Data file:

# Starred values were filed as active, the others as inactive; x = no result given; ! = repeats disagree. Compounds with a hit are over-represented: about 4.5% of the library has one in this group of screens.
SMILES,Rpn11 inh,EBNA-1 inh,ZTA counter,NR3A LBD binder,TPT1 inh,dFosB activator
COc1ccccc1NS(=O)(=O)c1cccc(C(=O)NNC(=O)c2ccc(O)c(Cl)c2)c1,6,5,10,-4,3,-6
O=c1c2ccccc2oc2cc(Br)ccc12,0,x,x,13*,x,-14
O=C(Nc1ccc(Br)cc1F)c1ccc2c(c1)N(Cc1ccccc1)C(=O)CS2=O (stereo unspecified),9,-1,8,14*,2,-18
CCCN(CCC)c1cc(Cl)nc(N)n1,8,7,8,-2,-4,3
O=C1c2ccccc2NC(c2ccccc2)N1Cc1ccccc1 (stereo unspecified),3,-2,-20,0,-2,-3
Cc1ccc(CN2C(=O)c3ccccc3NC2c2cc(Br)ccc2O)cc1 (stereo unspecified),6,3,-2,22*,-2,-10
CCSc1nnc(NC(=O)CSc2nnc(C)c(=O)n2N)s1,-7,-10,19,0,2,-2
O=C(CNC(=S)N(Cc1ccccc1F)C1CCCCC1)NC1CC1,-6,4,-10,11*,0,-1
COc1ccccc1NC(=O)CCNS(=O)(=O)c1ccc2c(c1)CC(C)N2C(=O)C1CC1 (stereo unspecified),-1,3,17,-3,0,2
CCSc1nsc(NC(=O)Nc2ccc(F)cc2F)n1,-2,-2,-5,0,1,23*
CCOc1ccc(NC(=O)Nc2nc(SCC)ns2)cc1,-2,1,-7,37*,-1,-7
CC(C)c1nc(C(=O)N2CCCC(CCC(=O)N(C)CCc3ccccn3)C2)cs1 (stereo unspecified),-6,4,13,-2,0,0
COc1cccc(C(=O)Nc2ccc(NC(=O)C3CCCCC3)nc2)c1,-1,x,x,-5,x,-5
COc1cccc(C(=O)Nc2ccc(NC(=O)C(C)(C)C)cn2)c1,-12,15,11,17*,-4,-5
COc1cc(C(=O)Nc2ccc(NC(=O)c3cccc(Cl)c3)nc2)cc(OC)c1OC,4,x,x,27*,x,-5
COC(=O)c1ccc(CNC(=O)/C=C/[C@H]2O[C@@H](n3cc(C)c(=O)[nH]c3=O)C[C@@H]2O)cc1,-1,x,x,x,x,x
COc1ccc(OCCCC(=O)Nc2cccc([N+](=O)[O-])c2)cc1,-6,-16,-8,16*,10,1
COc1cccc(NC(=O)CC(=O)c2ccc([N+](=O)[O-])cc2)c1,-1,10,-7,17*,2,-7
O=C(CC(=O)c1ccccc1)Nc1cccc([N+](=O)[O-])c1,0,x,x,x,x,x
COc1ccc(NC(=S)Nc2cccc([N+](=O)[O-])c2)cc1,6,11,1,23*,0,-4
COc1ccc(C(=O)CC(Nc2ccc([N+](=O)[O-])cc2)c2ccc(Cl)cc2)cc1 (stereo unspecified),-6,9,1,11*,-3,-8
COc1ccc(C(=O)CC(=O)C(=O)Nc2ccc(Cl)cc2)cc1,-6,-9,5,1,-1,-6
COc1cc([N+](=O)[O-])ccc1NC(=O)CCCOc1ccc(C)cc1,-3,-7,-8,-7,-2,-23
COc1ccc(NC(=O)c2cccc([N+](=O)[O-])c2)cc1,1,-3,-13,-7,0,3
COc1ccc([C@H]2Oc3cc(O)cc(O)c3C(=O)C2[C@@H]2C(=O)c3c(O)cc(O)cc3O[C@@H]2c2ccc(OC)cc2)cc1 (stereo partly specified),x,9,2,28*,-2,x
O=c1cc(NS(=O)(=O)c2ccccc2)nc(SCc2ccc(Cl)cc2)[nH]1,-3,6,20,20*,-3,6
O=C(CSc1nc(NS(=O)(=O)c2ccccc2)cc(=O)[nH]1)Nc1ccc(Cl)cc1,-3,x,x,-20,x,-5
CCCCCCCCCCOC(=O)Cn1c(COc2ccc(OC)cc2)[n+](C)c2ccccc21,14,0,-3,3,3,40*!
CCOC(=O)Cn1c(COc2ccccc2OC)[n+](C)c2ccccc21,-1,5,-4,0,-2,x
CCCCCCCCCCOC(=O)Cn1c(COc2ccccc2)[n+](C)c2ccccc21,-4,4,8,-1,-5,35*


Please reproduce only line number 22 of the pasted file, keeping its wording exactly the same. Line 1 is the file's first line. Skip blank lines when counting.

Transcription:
COc1ccc(NC(=S)Nc2cccc([N+](=O)[O-])c2)cc1,6,11,1,23*,0,-4